We call on the BBC to address this injustice and include humanists, and holders of other non-religious beliefs, on Thought for the Day.

Editor’s note: In 2016/17 The Freethinker published two Kindle versions of Barbara Smoker’s Humanism: for inquiring minds and Freethoughts: Atheism, Secularism, Humanism – Selected Egotistically from The Freethinker.

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What Are Your Thoughts?leave a comment
  • epeeist

    “Thought for the Day” should really ben called “Platitude for the Day”.

  • Cozmo the Magician

    I’m a yankee so don’t listen to BBC radio (altough I DO watch Doctor Who online) so am not familiar with ‘Thought for the day’. Here in the US media is completely run by inclusive secular corporations, not some theocratic government. HA HA HA HA I slay myself with lines like that.

  • Jennny

    I listen to BBC Radio4’s flagship morning news programme every day, so hear TFTD most days. It’s now 3mins, it used to be 5 I think..and be it Buddhist, Hindu, Islamic, Catholic or Protestant, it’s pretty rubbish. Can’t forgive a prominent CofE cleric who said she was frightened of plants as Fritillary, which I have swathes of and love, might come tapping on her window like Triffids….cos jesus? or something? IDK. I hope Humanists get a slot, they might raise the standard, it’s pretty low at present.

  • Broga

    I don’t listen any more. That listeners can be treated with contemptuous indifference is an outrage. Who, specifically, is insisting on TFTD censoring secular opinions? How much do the contributors get paid? How much of the BBC budget is used to air TFTD. One of the most smug, repellently confident and frequent purveyors of ancient tribal superstitions as facts occasionally dropped the information that she was a vicar’s wife. She immediately excludes herself from being regarded as other than a mouthpiece for her church.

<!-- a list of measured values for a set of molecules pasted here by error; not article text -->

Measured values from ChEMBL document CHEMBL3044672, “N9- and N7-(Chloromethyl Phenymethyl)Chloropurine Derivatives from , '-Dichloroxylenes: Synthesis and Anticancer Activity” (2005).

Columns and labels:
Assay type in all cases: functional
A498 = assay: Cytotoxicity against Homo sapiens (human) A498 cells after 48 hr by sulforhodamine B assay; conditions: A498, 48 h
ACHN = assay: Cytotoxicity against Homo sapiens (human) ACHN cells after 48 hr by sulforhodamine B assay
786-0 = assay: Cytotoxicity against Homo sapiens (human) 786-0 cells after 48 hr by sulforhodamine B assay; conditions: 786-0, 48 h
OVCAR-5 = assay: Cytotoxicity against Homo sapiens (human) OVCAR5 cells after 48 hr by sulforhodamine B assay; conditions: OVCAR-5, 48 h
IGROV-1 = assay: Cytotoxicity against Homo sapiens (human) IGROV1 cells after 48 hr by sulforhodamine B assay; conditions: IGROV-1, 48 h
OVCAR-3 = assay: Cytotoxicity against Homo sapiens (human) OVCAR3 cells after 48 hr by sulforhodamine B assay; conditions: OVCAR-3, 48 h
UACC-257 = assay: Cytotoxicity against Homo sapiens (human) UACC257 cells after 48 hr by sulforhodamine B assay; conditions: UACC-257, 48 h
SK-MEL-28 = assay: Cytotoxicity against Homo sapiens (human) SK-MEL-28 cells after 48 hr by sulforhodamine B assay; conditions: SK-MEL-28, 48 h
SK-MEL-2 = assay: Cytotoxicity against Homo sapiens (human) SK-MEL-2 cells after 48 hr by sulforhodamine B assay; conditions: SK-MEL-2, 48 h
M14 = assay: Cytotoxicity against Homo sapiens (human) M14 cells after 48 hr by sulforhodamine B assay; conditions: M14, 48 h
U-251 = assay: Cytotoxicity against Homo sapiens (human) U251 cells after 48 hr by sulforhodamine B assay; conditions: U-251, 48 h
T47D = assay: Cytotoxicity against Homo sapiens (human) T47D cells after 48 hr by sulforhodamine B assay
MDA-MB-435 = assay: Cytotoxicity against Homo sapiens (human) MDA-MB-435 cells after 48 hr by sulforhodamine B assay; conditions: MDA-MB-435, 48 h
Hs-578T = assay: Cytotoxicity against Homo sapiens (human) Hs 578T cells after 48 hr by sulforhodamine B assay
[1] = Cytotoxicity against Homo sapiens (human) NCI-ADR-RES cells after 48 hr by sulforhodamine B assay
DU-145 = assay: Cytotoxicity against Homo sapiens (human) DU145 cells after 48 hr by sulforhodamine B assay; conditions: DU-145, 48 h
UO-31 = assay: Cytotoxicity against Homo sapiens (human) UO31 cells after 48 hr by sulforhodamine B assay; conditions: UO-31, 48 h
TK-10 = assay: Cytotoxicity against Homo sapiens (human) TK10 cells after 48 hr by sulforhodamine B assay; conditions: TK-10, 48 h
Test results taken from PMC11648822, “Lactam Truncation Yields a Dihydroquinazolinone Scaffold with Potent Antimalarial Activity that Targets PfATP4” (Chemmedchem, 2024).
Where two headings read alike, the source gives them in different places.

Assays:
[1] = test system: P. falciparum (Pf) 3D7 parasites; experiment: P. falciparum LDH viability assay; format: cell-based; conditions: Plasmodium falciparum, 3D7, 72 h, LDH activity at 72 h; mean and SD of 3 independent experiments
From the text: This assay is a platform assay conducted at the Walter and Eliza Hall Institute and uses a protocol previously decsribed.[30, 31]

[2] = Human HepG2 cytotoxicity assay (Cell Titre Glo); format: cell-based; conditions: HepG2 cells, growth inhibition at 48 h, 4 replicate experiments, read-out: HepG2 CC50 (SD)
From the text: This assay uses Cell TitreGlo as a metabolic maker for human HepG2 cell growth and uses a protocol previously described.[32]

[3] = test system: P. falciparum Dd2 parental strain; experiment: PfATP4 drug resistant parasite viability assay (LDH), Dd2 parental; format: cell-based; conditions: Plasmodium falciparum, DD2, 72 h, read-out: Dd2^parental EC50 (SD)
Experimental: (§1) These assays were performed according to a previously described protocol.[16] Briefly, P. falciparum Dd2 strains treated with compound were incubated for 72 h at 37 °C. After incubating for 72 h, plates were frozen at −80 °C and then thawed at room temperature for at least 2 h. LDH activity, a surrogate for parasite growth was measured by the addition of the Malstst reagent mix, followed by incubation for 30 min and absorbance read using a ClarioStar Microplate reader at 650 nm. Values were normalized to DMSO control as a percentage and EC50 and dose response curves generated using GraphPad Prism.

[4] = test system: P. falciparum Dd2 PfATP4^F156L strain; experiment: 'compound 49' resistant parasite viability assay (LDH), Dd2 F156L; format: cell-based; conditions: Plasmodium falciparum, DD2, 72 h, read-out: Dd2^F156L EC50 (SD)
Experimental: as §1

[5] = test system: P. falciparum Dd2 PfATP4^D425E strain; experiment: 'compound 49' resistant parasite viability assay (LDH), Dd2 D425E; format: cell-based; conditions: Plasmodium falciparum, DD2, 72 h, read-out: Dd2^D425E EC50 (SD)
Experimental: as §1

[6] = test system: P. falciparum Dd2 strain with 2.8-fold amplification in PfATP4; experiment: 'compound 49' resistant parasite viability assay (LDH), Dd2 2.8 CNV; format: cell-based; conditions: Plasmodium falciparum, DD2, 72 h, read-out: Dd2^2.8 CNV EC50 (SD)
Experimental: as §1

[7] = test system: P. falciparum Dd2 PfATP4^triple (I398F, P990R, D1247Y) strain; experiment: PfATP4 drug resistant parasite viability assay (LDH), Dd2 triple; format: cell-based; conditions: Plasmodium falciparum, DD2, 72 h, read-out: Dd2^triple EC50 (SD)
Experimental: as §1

TFTD is a charade, an offence against rational thinking and the hidden influence that has corroded BBC decisions on religion must be exposed and the propagandists removed. Do they still give airtime to RC priests who are members of an outfit which is infested with paedophiles. The C.of E. is also now stained by the same criminality. Yet no secular speakers. Has parliament no interest in this?

  • Broga

    Jennny: I live a couple of miles from Buddhists and I have visited them. As I live in a fairly remote area, amongst spread out farms, and where we often have reasons to help each other. The Buddhists I know are impressive people, they never mention their beliefs, they don’t attend social occasions but are the first to help if they can. I think they are Zen Buddhists and that does not involve belief in a god. Having read up on Zen I think that is the nearest I will come to spirituality.

  • Kanawah

    Do not back down. Keep pounding the BBC until all points of view are represented.

  • Jim Jones

    Very handy for motorcycle repair I hear.

  • Kanawah

    If religion is there, the standard is VERY low.

  • Götterdämmerung

    If only others followed Barbara Smoker’s example and stood up for “what we don’t believe in”, just think what a force we would be.

  • Brian Westley

    They missed a chance for a sign reading:
    Free “Thought For The Day”

  • Broga

    The BBC has run out of money. The younger audience prefers Netflix. And yet the BBC persists in irritating the large secular audience with TFTD. They could save money by getting rid of all these crap religious programmes. And all the overpaid celebs.

  • Phil

    Well I call it “Bollocks for the day”

  • Broga

    I tried it but had difficulty relating it to my technical problems. Was that “Zen and the art of motor cycle maintainance.” I gave up on motor cycles after my brother came close to killing himself on his by smacking a wall and with no crash helmet.

  • Broga

    They depend on the pressure fading. The UN rep on poverty was appalled at the poverty in the UK and described a cynical, detached, indifference ignorant of the realities by the government. Hard to deny with Moggy of the six sprogs and global warming denier, and happily saying he has never changed a nappy as that is the maid’s job.

  • Jim Jones

    Yes.

    The real problem with motorbikes is that car drivers can’t see them – they claim.